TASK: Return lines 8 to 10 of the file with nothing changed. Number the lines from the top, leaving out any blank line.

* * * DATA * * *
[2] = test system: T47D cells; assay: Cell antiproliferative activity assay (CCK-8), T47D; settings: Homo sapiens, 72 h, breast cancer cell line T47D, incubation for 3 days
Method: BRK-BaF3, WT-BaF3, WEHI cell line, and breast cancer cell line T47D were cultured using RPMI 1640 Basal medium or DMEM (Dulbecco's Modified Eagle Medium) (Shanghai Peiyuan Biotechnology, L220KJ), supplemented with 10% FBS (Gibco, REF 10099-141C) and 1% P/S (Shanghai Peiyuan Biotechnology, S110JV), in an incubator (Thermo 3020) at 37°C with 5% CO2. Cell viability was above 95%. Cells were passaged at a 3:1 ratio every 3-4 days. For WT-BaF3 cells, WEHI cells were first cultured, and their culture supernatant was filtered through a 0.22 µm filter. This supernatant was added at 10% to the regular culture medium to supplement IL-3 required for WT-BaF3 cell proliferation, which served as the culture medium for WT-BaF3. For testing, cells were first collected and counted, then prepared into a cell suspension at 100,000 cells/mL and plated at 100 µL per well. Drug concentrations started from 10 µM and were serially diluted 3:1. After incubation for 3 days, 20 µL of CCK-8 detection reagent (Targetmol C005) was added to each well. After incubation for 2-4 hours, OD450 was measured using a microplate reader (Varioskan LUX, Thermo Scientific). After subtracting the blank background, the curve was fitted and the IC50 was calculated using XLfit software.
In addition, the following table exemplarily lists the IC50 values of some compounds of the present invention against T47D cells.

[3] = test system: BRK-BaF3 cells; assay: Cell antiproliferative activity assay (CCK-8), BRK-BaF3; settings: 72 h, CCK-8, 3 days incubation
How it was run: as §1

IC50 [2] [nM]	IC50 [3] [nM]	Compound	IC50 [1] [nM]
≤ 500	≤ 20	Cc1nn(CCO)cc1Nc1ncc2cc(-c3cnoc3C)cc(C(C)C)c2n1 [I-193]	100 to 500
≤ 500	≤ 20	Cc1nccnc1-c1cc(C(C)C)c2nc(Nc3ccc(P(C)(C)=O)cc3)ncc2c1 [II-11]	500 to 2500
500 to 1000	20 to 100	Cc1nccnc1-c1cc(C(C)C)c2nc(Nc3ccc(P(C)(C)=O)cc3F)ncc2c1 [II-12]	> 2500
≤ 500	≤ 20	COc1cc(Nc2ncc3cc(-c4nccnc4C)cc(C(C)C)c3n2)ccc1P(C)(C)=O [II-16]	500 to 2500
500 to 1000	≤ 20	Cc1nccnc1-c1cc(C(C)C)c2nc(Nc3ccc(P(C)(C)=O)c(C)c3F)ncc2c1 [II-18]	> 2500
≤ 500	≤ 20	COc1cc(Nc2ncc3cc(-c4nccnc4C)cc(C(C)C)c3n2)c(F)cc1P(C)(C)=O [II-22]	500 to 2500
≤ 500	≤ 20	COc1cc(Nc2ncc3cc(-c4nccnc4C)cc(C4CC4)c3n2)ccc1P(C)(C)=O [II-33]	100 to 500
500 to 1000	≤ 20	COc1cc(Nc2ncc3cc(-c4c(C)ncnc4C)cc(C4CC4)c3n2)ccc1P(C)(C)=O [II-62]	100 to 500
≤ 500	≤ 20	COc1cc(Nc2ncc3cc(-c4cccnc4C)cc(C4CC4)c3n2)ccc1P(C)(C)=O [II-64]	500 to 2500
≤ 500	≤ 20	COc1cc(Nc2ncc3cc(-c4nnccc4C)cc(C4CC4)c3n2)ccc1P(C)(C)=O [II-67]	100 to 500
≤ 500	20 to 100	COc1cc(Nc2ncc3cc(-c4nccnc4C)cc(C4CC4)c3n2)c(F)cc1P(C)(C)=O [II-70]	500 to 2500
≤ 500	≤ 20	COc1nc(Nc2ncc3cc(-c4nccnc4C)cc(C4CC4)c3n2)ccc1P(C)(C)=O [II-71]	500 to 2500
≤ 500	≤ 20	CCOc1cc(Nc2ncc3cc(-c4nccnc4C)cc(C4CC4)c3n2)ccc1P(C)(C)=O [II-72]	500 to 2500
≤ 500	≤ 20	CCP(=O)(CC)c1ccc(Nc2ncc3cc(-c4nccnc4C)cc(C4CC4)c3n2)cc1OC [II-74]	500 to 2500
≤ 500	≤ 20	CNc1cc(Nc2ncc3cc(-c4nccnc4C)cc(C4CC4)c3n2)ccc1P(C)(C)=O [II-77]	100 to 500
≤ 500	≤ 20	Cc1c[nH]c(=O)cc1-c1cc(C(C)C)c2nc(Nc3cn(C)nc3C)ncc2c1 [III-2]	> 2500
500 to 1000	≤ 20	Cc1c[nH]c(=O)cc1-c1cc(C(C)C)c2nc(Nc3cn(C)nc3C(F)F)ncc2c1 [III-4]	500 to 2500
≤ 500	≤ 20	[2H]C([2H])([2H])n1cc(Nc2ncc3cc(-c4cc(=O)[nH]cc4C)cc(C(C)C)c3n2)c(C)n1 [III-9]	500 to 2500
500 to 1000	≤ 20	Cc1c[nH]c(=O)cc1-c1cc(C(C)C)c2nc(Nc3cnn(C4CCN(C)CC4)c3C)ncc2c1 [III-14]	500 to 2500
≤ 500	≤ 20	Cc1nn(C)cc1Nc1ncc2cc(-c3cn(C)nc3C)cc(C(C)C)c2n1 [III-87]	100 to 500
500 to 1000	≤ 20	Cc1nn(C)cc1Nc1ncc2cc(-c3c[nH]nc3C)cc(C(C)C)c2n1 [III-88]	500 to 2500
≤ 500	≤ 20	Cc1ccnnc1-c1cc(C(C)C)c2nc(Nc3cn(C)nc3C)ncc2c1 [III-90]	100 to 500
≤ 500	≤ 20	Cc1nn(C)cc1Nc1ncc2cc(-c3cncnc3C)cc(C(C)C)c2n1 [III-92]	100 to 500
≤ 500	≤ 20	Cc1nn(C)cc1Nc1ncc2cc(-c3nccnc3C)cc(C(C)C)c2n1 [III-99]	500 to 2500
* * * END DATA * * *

≤ 500	≤ 20	Cc1nccnc1-c1cc(C(C)C)c2nc(Nc3ccc(P(C)(C)=O)cc3)ncc2c1 [II-11]	500 to 2500
500 to 1000	20 to 100	Cc1nccnc1-c1cc(C(C)C)c2nc(Nc3ccc(P(C)(C)=O)cc3F)ncc2c1 [II-12]	> 2500
≤ 500	≤ 20	COc1cc(Nc2ncc3cc(-c4nccnc4C)cc(C(C)C)c3n2)ccc1P(C)(C)=O [II-16]	500 to 2500